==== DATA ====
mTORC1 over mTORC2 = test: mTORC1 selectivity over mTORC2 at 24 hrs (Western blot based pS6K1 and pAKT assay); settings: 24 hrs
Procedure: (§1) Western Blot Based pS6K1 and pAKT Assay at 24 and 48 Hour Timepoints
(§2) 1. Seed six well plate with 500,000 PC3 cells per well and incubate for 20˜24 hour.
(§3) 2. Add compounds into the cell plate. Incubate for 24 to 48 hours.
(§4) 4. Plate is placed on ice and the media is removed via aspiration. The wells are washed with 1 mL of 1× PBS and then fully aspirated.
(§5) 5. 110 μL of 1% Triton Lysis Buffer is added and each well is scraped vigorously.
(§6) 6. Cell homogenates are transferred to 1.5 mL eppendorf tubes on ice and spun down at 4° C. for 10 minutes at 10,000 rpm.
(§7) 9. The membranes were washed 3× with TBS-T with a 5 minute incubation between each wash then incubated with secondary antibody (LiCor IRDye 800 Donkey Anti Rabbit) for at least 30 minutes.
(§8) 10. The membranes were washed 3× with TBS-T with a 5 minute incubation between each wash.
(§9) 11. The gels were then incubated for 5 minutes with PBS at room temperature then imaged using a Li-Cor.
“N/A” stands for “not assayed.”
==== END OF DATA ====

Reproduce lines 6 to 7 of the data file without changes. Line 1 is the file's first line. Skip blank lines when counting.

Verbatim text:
(§5) 5. 110 μL of 1% Triton Lysis Buffer is added and each well is scraped vigorously.
(§6) 6. Cell homogenates are transferred to 1.5 mL eppendorf tubes on ice and spun down at 4° C. for 10 minutes at 10,000 rpm.